Living His Love

Wild Flower Presbyterian Church

The Man Who Knew God: Decoding Jeremiah
By Mordecai Schreiber

The Man Who Knew God decodes the complexities of the book of Jeremiah and argues that this prophet is the key figure in shaping Western civilization. Author Mordecai Schreiber posits that Jeremiah is not only the one
who eradicated paganism among the Hebrew people, but he can also be considered the founder of the post-biblical Jewish faith. Offering intriguing insight into Jeremiah’s role in the founding of Western monotheism and the
eradication of paganism among the Hebrew people, this book should be read by all those interested in Biblical
studies, Jewish studies, and religion.

Rabbi Mordecai Schreiber is the author of over 50 books on Judaic and linguistic topics. He is the author of
Ask the Bible and Light to the Nations: From Biblical Promise to World Peace.

Pre-publication praise for the book by leading Bible scholars follows:

“The Book of Jeremiah continues to sound its assurances and its demands in challenging, contemporary ways. Rabbi Schreiber here provides an accessible entry into this remarkable prophetic person, voice and tradition that
live in the extremities of faith. Accenting the key issues in this prophetic articulation, Schreiber shows the bold
way in which Jeremiah moves in revolutionary leaps beyond the closed tribalism of his antecedents. This wise
book merits careful and sustained attention. It will evoke conversation that will continue to vex and nourish
responsible faith, just the vexation and nourishment the prophet himself intended. The move toward an inclusive openness voiced by the prophet continues to be a demanding agenda for his present-day readers.”
Walter Brueggemann, Columbia Theological Seminary

“Rabbi Schreiber’s central idea, that Jeremiah was the model upon which the author of the famous Suffering
Servant songs in the book of Isaiah based these poems and which in turn, served as a significant inspiration for
Jesus’ ministry, is both elegantly simple and profoundly important for Jews and Christians. It is high time that we celebrate what we have in common rather than fighting over our differences. Rabbi Schreiber helps us to do that.”
Alice Ogden Bellis, Howard University School of Divinity

This review from Lexington Books was forwarded to us by email from one of our members

Feelings Buried Alive Never Die …
By Karol K. Truman

“When we are single-minded about what we desire in life, life works for us instead of against us. Because, the FEELING, or heart, always wins. What we feel is literally the “prayer of our heart,” and we always receive the “prayer of our heart!” Prov. 23: 7 “For as he thinketh in his heart, so is he…” Our thinking and feeling need to be in unison. If not, then what we are feeling will be the winner. Consider James 1:8 “A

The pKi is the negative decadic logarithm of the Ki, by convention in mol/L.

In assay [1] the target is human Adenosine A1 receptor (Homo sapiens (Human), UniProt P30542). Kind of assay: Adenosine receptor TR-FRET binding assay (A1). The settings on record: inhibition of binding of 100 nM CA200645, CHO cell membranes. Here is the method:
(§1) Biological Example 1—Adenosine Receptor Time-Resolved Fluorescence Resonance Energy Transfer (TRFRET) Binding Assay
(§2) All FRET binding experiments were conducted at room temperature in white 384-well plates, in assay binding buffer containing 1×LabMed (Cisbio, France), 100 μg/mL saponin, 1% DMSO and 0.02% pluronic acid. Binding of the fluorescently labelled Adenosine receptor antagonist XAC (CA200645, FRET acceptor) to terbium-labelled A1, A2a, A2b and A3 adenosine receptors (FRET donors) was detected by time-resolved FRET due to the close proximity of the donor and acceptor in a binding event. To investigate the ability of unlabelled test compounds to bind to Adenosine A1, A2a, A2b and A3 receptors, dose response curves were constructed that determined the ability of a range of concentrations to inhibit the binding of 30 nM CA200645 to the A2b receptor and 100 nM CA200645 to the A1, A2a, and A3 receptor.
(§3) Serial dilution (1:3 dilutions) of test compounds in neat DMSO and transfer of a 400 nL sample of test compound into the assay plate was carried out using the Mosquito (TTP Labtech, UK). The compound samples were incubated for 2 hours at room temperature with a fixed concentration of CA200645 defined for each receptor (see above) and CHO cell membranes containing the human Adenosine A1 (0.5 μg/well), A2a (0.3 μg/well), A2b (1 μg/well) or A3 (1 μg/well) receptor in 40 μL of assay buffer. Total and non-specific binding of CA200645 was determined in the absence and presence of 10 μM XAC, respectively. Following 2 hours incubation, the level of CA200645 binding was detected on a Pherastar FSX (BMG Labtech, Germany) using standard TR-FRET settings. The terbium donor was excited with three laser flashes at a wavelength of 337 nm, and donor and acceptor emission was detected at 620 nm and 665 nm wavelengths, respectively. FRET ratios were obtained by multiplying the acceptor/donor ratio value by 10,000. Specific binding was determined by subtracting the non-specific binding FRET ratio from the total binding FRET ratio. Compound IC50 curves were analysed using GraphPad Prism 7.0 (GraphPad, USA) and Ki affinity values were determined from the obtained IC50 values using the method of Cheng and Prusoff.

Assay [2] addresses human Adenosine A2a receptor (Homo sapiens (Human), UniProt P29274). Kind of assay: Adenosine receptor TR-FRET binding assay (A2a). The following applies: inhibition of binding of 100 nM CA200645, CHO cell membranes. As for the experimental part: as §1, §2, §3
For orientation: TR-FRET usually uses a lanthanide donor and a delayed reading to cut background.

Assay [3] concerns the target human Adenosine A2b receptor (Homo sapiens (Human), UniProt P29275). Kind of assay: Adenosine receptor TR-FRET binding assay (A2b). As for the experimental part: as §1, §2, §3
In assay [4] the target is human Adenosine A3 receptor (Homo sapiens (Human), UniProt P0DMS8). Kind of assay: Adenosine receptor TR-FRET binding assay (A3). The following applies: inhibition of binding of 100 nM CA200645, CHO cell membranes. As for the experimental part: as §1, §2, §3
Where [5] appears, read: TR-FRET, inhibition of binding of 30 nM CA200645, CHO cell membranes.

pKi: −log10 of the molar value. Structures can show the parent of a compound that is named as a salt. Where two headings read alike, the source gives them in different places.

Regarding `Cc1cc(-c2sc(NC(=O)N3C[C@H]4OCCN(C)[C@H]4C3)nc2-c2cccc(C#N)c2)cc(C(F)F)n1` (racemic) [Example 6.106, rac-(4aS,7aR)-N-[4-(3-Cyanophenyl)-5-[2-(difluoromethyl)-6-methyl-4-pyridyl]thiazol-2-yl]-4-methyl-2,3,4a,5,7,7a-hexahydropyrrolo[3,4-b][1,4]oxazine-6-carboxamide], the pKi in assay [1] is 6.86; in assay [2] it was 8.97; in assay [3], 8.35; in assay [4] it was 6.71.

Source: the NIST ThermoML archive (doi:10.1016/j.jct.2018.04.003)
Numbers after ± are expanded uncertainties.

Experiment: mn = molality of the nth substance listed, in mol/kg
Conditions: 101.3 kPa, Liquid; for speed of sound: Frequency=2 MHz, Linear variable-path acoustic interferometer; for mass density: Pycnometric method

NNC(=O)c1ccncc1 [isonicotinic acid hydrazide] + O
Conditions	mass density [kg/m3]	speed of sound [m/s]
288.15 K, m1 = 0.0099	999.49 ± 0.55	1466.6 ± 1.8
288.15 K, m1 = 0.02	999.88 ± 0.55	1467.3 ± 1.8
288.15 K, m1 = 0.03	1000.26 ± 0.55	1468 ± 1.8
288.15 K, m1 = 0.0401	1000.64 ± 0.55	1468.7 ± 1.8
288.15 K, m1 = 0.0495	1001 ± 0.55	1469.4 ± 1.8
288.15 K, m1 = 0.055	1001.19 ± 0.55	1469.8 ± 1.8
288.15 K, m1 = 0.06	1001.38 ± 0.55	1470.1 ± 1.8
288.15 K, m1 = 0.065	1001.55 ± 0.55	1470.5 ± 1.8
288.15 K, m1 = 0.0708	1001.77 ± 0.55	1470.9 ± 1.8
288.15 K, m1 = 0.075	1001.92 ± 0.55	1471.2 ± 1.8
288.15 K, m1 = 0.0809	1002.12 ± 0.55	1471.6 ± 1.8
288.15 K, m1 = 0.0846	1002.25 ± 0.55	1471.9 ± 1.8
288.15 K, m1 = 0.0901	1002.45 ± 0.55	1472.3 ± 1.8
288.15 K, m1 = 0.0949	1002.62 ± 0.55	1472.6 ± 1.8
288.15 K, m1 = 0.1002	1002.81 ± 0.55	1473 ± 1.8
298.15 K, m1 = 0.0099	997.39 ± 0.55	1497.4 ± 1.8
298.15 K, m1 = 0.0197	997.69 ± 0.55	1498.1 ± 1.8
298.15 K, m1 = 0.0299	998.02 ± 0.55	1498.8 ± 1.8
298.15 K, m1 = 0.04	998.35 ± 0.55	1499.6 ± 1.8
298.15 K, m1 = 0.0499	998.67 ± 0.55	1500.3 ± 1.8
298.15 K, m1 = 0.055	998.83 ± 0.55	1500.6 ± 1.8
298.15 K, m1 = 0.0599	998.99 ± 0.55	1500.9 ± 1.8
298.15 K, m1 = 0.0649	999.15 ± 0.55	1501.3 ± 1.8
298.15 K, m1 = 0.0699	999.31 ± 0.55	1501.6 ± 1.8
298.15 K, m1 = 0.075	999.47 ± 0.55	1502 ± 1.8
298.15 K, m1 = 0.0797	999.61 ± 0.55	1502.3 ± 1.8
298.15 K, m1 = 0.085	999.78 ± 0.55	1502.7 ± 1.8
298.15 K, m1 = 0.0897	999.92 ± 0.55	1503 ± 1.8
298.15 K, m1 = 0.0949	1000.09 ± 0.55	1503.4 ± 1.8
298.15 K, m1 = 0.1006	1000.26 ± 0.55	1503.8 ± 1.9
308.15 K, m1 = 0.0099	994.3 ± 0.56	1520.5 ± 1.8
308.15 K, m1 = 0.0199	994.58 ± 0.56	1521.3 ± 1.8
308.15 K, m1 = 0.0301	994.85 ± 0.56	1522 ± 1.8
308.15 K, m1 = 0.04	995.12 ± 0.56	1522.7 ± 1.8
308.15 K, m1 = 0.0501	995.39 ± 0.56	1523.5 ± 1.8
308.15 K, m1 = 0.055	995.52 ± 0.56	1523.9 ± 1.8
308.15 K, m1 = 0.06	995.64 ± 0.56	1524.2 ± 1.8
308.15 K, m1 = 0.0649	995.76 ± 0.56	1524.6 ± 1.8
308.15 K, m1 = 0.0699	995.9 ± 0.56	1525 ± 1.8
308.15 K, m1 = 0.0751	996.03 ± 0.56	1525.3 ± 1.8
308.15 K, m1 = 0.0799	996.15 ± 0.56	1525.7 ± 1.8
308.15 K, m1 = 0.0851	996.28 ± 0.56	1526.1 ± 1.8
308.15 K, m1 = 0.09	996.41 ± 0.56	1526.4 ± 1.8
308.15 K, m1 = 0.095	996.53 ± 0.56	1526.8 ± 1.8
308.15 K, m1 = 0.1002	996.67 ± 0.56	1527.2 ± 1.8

double minded man is unstable in all his way.”
Fear is negative. Love is positive. If I pray with fear in my heart, I will bring that very fear upon me. When a person thinks God will answer
and feels that God will answer, he has a knowing that God has already answered his prayer.

[This is only a partial glimpse at one of many exciting concepts explained in this book.. It is a good friend that I go back to again and again. I recommend it.]

submitted by Leola Bergeson

The congregation unanimously elected Reverend Doctor David Ullom to serve as the next installed pastor of Wild Flower. Pastor Dave’s first day at the church will be August 2, 2010, with a service of installation at a date and time to be determined.

We are excited to have Reverend Ullum leading us in our worship of, and service to, God. Pastor Dave has been a Presbyterian Minister of Word and Sacrament for over 30 years, and brings many of the gifts we felt Wild Flower needed at this point in our journey.

Memories of God: Theological Reflections on a Life
by Roberta Bondi.

Roberta Bondi, professor of Church History at Candler School
of Theology, reflects on the stories of her life, both painful and joyful,
as she recounts the pilgrimage of her life and faith. She discovers
that what she regarded as her private and unique life events were
really not private or idiosyncratic but common to many people.
Bondi has a way of drawing the reader into her childhood and young adult world. She reviews her family, cultural and religious
experiences and expectations.
She challenges her readers to see their life history through the
lens of faith and wry humor. She concludes, “…if we listen
carefully to their (our family) stories, if we watch them go about
their days, we see our own sisters and brothers, aunts and uncles, teachers and strangers, clothed like the mountains with glory, held
in life forever in the memories of God.”

Submitted by Pastor Steve Corum

Wild Flower Church has a variety of activities and worship services planned for the Holy Week.